When universal design is not enough

A person with a wheelie walker trying to negotiate the gap between the bus and the kerb.
The gap between the kerb and the bus

Having different contractors for different parts of an infrastructure project is a risk for accessibility. It can literally fall between the cracks. Having overarching principles of universal design is not enough to ensure accessibility of interconnecting infrastructure. When different companies build stations and buses we need to make sure they join up well. This was not the case in Norway.

A conference paper explains the situation for the new Metrobuss System in Trondheim. When the construction of stations and buses was well underway, they discovered they were built to different access standards. This made is impossible for wheelchair users and others to use the new system. Norway has a reputation for promoting universal design. So what did they learn from this situation?

First, there are always challenges in implementing universal design. It’s one thing to have it on a page, and another to have it in real life. Both bus and station manufacturers followed valid guidelines. Harmonising guidelines was the first lesson. 

The people involved were lacking knowledge about the ideas an principles of universal design. Second lesson is to have user and expert involvement throughout the process. When issues arise, it is easier to find solutions before it’s too late.

A woman is getting on a bus. The footpath has a built up pad to raise the height so she can get on the bus. When universal design isn't enough.
A bus pad raises the height of the footpath

The paper describes some ‘work-arounds’ – some worked better than others. As with other projects, a ramp is not always a workable solution to patch up a design. The paper has 13 solutions specifically designed to overcome the access issues.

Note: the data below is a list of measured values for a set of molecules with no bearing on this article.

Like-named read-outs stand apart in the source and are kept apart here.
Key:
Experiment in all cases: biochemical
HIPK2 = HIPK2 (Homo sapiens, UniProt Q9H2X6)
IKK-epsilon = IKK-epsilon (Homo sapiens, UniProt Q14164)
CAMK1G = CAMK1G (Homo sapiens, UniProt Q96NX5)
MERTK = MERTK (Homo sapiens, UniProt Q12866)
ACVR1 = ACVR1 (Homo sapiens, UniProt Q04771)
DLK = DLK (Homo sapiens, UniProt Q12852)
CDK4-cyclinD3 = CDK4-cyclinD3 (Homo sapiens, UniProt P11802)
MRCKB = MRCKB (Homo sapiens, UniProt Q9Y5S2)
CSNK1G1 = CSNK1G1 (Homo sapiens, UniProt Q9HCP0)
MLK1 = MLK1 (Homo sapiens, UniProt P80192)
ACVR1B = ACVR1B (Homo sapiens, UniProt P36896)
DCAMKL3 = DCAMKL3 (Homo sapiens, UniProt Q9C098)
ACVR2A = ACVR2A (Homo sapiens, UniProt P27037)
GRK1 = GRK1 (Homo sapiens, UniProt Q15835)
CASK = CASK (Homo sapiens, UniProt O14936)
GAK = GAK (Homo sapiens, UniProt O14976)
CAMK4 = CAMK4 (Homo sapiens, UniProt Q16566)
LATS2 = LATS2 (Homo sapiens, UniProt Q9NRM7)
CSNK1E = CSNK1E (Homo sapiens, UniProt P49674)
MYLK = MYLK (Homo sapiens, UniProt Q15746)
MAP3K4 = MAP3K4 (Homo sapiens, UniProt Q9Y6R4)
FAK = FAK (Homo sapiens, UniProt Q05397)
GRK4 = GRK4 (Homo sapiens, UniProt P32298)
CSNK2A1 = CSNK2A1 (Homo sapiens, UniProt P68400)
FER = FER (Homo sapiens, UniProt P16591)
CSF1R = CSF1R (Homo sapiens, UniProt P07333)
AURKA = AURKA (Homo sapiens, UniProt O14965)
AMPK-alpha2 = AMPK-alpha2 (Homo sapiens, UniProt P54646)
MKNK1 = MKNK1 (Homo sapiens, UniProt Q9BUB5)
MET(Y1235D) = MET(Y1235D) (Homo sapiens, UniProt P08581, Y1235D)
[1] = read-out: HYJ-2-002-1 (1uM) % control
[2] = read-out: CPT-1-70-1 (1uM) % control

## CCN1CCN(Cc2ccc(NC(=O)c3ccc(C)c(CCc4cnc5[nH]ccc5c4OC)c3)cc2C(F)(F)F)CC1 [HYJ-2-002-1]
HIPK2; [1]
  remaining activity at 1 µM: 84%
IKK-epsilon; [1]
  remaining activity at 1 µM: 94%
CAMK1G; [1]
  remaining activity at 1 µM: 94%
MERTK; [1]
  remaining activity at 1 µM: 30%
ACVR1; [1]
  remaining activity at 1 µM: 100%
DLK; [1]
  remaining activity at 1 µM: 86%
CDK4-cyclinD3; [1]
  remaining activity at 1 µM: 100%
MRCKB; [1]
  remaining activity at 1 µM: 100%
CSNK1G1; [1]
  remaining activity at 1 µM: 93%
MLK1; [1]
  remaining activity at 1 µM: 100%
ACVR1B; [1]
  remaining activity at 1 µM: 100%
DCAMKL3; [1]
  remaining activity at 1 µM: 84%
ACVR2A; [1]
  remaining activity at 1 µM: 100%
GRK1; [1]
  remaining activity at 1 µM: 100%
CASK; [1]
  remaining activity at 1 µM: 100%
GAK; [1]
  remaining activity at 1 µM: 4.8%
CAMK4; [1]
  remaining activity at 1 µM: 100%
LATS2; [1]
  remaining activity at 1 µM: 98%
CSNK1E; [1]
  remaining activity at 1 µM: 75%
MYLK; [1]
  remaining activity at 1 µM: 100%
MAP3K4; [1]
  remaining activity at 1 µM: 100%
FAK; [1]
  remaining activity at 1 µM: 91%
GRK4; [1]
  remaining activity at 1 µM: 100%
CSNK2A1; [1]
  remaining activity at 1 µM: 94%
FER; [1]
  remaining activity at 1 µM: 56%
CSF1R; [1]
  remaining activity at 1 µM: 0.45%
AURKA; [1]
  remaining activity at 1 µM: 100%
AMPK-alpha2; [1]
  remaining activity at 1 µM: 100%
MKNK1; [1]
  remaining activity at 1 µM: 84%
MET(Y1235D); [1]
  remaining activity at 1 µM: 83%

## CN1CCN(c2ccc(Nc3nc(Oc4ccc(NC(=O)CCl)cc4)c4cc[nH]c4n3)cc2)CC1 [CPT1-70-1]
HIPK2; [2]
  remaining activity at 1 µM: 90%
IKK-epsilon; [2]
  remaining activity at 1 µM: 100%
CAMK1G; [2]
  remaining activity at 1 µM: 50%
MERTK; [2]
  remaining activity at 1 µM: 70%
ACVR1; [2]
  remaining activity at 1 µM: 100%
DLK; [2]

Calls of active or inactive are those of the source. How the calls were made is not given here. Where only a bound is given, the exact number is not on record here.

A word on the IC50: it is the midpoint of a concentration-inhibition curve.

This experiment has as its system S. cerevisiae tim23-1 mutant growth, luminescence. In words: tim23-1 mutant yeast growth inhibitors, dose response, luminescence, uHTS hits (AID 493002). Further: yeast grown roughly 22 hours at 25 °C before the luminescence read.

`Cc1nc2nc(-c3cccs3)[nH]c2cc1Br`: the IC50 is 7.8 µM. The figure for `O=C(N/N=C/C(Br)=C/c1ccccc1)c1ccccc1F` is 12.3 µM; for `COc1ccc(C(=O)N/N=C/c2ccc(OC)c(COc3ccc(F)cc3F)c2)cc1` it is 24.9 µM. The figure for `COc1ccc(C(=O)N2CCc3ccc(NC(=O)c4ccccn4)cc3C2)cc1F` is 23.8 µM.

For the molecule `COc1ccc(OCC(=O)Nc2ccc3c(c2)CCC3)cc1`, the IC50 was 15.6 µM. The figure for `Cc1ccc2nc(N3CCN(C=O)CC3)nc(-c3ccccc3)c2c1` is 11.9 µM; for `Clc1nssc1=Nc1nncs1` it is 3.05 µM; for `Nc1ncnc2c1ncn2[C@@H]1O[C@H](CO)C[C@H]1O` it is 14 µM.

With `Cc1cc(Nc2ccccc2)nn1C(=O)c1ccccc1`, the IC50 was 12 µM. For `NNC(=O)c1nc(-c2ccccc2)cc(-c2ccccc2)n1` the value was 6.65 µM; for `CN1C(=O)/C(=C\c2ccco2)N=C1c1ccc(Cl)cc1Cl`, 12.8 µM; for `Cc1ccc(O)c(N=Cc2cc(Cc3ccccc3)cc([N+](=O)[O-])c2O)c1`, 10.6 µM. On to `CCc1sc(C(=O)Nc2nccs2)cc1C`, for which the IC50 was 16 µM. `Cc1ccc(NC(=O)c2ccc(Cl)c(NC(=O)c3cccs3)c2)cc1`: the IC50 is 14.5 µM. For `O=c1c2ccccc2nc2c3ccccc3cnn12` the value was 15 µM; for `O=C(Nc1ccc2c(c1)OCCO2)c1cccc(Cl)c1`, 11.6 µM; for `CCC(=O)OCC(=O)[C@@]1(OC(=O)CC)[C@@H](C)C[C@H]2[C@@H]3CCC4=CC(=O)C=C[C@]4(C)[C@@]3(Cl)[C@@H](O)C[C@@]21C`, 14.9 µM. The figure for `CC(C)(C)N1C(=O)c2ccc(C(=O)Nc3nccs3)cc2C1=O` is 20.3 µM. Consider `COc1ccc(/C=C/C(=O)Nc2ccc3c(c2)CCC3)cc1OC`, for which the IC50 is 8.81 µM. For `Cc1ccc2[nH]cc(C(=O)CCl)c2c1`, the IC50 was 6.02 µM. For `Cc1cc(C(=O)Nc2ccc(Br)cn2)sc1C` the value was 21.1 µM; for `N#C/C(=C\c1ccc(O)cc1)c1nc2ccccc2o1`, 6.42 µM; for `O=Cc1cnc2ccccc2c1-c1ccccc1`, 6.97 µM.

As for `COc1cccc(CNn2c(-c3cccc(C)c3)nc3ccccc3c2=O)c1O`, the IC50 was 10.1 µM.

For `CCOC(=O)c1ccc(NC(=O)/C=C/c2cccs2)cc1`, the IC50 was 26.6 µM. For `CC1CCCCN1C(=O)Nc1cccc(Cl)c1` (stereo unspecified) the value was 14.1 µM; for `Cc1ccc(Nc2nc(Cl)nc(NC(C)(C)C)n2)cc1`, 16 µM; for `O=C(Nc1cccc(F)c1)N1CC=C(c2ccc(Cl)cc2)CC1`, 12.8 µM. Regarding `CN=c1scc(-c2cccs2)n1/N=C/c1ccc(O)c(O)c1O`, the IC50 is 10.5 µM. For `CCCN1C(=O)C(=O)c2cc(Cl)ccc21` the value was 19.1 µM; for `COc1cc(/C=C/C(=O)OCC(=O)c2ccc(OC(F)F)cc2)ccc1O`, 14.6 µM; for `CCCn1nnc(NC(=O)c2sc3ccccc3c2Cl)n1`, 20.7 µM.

The title of the paper is, Universal Design in the Metrobuss System of Trondheim, Norway – Challenges and Solutions presented at the International Universal Design Conference in 2021 in Finland. It is open access or you can download the PDF version directly. 


The presentation describes challenges and possible solutions for achieving truly accessible high-class urban public transportation based on a case from Trondheim. The implemented solution did not reflect the wheelchair user’s needs– despite clearly stated ambitions for accessibility.

Ramboll conducted a study comprising a screening of the international market for relevant solutions, combined with interviews with representatives of Public transport authorities. The results were presented to the local user’s representatives, and some solutions tested on location. Based on this process, recommendations were made for short, medium, and long-term solutions.

The project highlights the need for involvement of sufficient professional knowledge of universal design in the planning phase as well as in the implementation phase.

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